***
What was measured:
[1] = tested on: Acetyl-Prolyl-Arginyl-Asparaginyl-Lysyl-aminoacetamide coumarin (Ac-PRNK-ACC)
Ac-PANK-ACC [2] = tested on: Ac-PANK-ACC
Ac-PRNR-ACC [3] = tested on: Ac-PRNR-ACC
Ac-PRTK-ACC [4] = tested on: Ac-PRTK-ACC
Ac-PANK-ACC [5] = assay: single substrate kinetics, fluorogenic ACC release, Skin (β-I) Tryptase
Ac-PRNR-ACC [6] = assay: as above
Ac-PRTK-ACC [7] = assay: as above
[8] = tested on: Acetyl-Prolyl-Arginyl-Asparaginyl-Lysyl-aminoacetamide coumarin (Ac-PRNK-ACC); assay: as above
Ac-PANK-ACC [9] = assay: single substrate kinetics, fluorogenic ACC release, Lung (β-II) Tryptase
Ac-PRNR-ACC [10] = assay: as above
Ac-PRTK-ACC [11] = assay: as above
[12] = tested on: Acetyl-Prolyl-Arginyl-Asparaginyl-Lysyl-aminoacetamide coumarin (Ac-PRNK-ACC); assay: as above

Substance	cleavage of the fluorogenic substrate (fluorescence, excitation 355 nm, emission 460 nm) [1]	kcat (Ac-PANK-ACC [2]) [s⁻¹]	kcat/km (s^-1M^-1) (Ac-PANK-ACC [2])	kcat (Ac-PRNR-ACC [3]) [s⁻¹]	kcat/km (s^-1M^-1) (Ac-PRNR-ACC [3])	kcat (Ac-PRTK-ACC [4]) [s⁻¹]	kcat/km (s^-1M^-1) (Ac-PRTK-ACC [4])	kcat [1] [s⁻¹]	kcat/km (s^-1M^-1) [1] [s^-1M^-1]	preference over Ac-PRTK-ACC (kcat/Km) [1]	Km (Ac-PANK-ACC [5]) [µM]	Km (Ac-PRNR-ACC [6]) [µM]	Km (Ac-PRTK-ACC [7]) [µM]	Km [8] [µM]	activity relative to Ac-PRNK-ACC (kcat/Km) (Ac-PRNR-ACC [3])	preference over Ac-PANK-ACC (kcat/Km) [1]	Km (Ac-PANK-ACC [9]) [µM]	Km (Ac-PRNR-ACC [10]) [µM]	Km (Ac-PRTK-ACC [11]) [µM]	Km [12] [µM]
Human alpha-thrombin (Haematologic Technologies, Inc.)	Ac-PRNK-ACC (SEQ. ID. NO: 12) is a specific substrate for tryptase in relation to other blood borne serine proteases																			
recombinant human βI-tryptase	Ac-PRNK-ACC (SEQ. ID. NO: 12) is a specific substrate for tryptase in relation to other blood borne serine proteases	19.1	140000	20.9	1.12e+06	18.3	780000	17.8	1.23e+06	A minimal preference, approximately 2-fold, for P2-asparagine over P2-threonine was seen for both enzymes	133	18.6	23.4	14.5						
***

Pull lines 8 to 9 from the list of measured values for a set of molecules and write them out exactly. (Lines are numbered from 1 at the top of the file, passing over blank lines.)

Ac-PRTK-ACC [7] = assay: as above
[8] = tested on: Acetyl-Prolyl-Arginyl-Asparaginyl-Lysyl-aminoacetamide coumarin (Ac-PRNK-ACC); assay: as above